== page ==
Rather than just stop there, Dark Energy has combined Darknet with an amazing bespoke game engine and game creation tool called ‘Infinite Worlds’. Once again we were lucky enough to see this in action, and even with my knowledge of 3D design software my mind was blown. Infinite Worlds shows every room in the game on screen, either top down or in 3D. Every piece of Darknet feedback shows up in Infinite Worlds as a different coloured dot, which varies depending on the feedback. Using a Data Tracker the team can then see a timeline of what the player did up until the point they left feedback.

This means that if a player reports a room as ‘frustrating’, they can see what was done up until that point which would perhaps make for a less than stellar experience. The timeline has varying colours, so it can be deduced as to whether the character was running, swimming, had their gun drawn etc. This allows for a level of fine tuning that I’ve not seen before as if 1000 people flag up the same issue, then it’s clear something has gone wrong.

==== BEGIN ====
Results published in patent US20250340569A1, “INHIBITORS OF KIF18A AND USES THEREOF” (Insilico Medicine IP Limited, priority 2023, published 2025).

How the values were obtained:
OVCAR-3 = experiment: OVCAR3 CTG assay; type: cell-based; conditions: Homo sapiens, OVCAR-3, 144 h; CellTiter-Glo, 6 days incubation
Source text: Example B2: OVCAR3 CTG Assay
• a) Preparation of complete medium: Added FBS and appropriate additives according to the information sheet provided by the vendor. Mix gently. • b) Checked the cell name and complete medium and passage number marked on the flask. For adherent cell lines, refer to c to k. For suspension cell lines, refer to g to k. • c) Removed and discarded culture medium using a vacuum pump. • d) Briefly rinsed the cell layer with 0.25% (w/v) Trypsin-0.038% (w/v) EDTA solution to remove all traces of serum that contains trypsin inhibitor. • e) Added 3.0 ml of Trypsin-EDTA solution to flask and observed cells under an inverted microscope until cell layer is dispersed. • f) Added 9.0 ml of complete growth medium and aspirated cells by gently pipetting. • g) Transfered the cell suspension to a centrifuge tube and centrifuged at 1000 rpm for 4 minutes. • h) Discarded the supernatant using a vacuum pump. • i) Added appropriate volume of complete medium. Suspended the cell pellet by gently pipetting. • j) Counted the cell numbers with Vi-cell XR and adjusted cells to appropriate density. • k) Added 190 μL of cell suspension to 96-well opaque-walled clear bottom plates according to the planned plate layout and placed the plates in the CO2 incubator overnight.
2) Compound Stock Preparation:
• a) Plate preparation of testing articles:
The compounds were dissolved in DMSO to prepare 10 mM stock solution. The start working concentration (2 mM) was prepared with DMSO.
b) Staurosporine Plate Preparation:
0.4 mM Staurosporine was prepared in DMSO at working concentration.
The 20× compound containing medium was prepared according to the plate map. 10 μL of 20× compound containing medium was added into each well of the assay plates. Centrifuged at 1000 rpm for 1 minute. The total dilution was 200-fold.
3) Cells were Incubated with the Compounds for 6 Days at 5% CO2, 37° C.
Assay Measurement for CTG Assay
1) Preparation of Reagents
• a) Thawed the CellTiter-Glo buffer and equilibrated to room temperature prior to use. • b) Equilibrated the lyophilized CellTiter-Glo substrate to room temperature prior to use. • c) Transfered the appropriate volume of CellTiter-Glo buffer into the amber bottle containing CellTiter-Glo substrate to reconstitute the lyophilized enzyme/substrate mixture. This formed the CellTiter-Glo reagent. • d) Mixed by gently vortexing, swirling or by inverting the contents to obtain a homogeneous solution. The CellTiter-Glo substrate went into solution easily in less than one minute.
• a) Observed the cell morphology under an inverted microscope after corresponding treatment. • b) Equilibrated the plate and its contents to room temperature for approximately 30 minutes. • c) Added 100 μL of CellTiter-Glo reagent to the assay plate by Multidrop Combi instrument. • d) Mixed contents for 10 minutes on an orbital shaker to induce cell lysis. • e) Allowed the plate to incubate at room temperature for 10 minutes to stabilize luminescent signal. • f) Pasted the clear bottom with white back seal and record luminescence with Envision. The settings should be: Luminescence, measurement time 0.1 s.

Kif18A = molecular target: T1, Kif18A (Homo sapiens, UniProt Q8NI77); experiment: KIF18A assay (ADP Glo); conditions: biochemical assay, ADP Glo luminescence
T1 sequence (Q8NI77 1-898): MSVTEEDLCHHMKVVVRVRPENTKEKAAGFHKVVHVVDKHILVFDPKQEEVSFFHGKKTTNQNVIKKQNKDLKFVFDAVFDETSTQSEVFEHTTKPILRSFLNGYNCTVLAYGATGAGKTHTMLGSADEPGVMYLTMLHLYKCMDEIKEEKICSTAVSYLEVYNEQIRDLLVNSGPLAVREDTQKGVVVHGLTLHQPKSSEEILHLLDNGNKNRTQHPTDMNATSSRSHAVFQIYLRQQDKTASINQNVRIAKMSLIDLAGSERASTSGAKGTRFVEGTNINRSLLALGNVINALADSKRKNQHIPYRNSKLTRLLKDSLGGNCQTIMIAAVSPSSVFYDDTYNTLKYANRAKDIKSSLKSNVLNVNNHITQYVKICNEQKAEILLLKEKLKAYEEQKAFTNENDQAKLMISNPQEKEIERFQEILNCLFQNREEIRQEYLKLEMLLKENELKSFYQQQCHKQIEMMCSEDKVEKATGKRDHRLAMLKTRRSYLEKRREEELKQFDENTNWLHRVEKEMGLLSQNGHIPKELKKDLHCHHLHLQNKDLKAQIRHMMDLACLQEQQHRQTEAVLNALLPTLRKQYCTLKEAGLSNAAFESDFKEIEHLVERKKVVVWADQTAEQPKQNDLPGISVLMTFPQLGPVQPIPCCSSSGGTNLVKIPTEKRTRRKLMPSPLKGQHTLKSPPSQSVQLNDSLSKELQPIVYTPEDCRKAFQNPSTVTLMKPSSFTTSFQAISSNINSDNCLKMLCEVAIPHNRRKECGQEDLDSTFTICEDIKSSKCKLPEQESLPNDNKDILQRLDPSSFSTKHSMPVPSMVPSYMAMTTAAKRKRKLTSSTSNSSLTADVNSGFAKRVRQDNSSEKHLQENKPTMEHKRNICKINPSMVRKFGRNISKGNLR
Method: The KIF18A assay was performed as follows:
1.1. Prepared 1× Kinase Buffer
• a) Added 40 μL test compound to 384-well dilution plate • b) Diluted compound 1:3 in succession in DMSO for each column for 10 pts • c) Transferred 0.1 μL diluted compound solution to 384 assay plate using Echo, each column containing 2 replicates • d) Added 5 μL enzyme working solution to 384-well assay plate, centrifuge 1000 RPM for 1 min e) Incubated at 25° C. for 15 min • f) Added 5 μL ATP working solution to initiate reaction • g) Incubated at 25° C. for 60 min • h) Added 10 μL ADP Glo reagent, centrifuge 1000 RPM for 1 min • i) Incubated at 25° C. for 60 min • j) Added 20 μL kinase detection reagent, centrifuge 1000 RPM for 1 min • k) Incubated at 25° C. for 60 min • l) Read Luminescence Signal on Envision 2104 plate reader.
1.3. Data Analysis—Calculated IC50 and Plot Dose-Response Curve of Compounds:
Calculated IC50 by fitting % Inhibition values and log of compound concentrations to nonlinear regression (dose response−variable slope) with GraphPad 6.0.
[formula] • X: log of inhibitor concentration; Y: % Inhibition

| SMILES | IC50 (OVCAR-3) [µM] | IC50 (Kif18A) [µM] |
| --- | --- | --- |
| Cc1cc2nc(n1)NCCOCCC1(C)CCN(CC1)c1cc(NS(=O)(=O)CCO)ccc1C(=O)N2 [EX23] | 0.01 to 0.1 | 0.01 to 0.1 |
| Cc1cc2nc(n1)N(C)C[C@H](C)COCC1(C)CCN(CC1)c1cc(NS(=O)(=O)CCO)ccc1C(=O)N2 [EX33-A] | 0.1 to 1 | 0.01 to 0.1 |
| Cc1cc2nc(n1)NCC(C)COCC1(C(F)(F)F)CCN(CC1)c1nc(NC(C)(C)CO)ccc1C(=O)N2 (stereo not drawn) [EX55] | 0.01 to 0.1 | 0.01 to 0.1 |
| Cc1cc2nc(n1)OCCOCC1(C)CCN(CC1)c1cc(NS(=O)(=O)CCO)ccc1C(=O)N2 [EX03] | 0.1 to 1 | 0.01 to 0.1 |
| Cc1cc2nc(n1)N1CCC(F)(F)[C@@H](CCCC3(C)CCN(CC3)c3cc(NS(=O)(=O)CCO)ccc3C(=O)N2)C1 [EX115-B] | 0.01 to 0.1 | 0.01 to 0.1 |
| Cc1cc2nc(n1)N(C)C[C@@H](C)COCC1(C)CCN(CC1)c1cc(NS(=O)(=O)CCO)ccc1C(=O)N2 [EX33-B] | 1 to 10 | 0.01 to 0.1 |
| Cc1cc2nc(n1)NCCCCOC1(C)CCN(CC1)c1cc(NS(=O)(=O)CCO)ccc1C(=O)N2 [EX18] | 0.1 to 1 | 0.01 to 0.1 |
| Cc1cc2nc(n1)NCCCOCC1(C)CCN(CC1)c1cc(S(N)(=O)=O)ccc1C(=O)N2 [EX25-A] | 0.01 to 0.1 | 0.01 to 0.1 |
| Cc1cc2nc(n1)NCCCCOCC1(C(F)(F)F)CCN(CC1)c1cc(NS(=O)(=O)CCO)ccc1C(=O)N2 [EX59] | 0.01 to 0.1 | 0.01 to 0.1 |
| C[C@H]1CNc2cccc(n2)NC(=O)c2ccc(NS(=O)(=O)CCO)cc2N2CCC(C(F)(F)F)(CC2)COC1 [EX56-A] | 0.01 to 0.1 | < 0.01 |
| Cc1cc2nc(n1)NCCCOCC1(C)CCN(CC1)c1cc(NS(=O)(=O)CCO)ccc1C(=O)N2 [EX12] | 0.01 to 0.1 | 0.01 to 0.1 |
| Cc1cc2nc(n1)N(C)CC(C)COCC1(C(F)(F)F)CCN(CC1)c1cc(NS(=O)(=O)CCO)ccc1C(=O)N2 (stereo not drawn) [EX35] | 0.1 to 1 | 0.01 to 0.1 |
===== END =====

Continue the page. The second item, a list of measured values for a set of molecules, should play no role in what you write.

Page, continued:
Another beautiful thing about Infinite Worlds is that when things have gone wrong it allows designers to change everything in real time and play back the resulting changes in the game world on the target platform. The speed at which this can be achieved is amazing, to the point where I saw a bug flagged up during my visit, and within five minutes it had been tracked, remedied, and the change uploaded to the central data server.

Because the central data server allows multiple people to work on the same room, level design can also be done at a cracking pace, with entire functioning rooms with enemy AI, linked CCTV cameras, water, ammo crates being built in the time it took me to drink a cup of tea and complain about my train journey to the office.

I left the Dark Energy office feeling impressed and buoyant about the future of digital downloads. Using the tools they have created, the team can create a game on a par with a £40 retail product, that only has a data footprint of 2-3GB, and can be quickly and continuously refined based on your feedback.